Ricky Nelson, Teen Heartthrob of the 1950s
Singer and actor Ricky Nelson poses for a portrait with a horse in the late 1950's. (Photo by Michael Ochs Archives/Getty Images)
Between the time when he was a child actor on his parents’ hit television series, "The Adventures of Ozzie and Harriet,” and after he was the father of the twins, Matthew and Gunnar Nelson who formed the nineties rock band, Nelson, Ricky Nelson was a teen heartthrob. Throughout the 1950s and into the 1960s, the handsome teen actor, musician, and singer had a legion of adoring teenage girls idolizing him. He became one of the biggest teen sensations of the fifties.
Ricky Nelson, the Radio Star
The Nelson family starred in a radio show version of “The Adventures of Ozzie and Harriet” before taking their show to the small screen. Young Ricky Nelson had a job…portraying himself on the hit radio show, that aired from 1944 to 1949. Ricky wasn’t included in the first several years of the radio show.
Ricky Nelson, the Sitcom Star
In 1952, young Ricky Nelson, then only 8 years old, joined his famous parents, Ozzie and Harriet Nelson, and older brother, David, on the television version of their hit radio show. Ozzie Nelson agreed to a ten-year contract, meaning that Ricky and his older brother, David, would grow up before the eyes of America.
Ricky Nelson, the Student of Music
Before he hit his teenage years, Ricky Nelson had learned to play the drums and the clarinet. In his early teens, he picked up a few chords on the guitar. He enjoyed singing and emulating his favorite singers, like Carl Perkins but he did not sing for audiences. Only in the bathroom mirror.
Ricky Nelson, the Jealous Boyfriend
When he was 16 years old, Ricky Nelson had a long-time girlfriend, Diana Osborn. Osborn was a devoted Elvis Presley fan and gushed to Nelson about how wonderful The King of Rock n Roll was. Ricky Nelson was jealous. He told his girlfriend that he could make his own hit record if he wanted to. Osborn called his bluff, so Ricky enlisted the help of his father, Ozzie Nelson, to secure a one-record deal with Verve Records. The timing was perfect. Verve Records producers were looking for a young, attractive personality that they could mold into a singer. On March 26, 1957, Ricky Nelson recorded a cover of Fats Domino’s “I’m Walkin’”, along with “A Teenager’s Romance” and “You’re My One and Only Love”.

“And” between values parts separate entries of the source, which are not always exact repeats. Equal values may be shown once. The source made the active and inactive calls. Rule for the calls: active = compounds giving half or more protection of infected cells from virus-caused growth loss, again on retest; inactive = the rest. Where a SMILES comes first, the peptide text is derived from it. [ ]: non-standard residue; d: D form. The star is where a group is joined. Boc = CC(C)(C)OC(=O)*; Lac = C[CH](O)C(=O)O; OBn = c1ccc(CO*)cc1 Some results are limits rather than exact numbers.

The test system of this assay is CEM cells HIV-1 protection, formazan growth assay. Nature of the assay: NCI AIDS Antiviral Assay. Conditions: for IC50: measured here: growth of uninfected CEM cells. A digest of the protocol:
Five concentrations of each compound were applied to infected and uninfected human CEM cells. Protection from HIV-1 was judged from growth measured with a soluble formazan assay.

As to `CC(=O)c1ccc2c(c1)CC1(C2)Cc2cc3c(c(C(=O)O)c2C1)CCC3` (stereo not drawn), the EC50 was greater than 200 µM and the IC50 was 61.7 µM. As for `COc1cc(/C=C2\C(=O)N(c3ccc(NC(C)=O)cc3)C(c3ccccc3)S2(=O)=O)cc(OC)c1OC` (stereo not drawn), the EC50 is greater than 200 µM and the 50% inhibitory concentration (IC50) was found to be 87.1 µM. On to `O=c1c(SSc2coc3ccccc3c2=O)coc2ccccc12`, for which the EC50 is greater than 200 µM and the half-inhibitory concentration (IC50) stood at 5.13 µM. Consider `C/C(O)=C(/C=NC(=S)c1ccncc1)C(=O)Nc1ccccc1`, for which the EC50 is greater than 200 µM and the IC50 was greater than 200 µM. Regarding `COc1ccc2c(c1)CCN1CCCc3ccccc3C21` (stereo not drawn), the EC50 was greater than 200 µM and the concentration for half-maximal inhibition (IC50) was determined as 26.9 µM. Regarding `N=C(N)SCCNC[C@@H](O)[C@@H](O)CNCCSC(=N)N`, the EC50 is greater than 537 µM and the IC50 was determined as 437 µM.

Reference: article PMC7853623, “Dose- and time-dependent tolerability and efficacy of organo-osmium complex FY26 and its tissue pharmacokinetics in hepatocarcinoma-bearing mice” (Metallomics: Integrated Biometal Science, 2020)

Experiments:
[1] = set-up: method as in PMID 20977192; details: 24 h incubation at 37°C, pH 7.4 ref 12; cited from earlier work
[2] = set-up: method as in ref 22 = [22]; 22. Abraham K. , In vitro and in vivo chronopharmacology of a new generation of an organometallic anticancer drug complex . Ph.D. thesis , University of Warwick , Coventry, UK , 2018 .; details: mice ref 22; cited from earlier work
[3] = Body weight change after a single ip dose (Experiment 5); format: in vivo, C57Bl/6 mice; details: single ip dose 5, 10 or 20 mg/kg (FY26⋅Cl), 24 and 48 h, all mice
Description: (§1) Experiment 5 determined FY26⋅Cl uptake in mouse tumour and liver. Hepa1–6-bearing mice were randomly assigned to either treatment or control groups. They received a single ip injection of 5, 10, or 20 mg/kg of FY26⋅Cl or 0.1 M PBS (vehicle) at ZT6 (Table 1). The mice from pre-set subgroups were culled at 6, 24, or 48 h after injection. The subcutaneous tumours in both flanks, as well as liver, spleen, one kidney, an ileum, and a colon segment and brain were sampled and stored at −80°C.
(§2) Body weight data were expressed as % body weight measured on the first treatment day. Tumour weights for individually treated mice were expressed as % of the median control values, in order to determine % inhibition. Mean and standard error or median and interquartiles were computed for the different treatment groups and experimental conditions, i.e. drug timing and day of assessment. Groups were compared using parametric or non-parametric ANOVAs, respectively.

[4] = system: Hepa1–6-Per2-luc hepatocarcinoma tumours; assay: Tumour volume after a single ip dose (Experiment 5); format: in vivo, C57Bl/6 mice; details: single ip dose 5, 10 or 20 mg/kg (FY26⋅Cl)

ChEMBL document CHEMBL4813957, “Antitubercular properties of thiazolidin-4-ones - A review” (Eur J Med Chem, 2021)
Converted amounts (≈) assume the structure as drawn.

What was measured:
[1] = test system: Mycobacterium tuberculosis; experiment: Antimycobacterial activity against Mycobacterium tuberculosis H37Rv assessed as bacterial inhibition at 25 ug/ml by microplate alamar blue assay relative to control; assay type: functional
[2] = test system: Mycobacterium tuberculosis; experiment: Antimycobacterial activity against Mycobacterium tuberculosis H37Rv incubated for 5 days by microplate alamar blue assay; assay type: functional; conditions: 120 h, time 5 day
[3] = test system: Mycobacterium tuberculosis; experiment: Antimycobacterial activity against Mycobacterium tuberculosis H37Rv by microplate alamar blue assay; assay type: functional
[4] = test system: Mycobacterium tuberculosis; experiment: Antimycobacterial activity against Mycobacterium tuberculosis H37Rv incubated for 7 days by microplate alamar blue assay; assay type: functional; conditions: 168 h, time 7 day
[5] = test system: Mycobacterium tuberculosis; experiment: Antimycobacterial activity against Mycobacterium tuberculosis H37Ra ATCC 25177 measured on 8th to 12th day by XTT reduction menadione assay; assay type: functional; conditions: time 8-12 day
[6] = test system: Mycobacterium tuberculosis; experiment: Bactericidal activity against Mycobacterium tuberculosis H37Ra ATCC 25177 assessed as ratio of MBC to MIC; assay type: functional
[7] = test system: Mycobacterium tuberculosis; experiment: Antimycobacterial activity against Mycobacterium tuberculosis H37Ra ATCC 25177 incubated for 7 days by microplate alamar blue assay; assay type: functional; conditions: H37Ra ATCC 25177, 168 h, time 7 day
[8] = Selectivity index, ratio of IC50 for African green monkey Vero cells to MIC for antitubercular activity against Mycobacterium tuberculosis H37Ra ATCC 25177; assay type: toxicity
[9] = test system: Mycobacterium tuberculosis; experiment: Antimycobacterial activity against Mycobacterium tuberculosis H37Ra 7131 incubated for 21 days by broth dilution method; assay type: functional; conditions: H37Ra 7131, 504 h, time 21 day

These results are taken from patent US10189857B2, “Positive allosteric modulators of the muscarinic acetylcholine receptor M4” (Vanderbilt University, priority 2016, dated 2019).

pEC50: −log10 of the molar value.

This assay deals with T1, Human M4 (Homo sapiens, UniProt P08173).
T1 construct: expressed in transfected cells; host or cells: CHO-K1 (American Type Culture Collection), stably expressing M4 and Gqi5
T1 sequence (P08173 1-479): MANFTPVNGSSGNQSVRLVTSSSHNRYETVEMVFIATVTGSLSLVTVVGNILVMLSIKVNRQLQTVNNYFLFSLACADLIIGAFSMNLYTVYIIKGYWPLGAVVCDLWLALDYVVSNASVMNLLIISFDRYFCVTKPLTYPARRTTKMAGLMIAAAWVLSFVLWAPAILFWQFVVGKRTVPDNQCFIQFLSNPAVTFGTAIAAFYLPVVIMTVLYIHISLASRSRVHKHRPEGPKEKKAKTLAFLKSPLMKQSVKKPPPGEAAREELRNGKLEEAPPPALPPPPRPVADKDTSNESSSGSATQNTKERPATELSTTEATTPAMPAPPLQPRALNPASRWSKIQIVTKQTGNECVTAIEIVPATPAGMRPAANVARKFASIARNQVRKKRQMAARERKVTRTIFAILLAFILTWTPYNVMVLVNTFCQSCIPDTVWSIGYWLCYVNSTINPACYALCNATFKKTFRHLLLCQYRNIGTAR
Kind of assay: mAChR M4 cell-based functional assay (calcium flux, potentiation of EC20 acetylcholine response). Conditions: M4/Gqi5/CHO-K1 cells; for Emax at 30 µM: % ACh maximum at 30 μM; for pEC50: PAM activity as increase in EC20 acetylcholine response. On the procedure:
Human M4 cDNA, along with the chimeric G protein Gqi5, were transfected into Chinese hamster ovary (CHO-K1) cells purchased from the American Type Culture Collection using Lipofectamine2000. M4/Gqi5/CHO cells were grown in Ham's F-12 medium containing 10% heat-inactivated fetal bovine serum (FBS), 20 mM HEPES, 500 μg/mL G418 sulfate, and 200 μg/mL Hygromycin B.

Ricky Nelson, The Drummer
On April 10, 1957, Ricky Nelson played the drums and sang “I’m Walkin’” on an episode of “The Adventures of Ozzie and Harriet” that was appropriately titled, “Ricky, the Drummer”. In this episode, Nelson debuted his recording before it was even released to the public, hyping the release even more. When it was finally released, Ricky Nelson’s “I’m Walkin’” reached the number 4 spot on the Billboard Charts. “A Teenager’s Romance” hit the number 2 position.
Ricky Nelson, the Hitmaker
Ricky Nelson’s popularity grew, helped along by a larger role on “The Adventures of Ozzie and Harriet”. In 1958 and 1959, Nelson hit the charts a total of 12 times, compared to Elvis, who only hit 11 times. Nelson had become a true teen heartthrob and the first teen idol to use television as a marketing tool for his music. He racked up hit after hit…”Poor Little Fool”, “Hello Mary Lou”, “Travelin’ Man,” “Have I Told You Lately That I Love You” and “Be-Bop Baby,” to name a few.
Ricky Nelson, the Teen Idol
As Ricky Nelson’s music topped the charts, his stardom skyrocketed. His international fan club ballooned to more than 9,000 members. He toured around the United States, performing to sell-out audiences of screaming teenage girls. The fandom reached a fevered pitch at times, and young girls mobbed Nelson, and the cars he rode in, everywhere he went. He once recounted a story about six teenage girls, who tried to throw themselves under his car, begging him to run them over.
Ricky Nelson, the Has-Been
Although Ricky Nelson was the biggest teen heartthrob of the late 1950s and early 1960s, by the mid-sixties, the social environment in the United States had changed. “The Adventures of Ozzie and Harriet” was canceled, in part because the wholesome fifties-style show represented values that were now out-of-date. Ricky Nelson’s brand of rock was also becoming antiquated. He scored one last hit song in 1972 with “Garden Party”. Although he stayed involved in the entertainment business, Ricky Nelson never regained the popularity he had as a teen heartthrob of the fifties.
Tags: Career-Defining Moments | Teen Idols | The 1950s | The Adventures Of Ozzie And Harriet | TV In The 1950s
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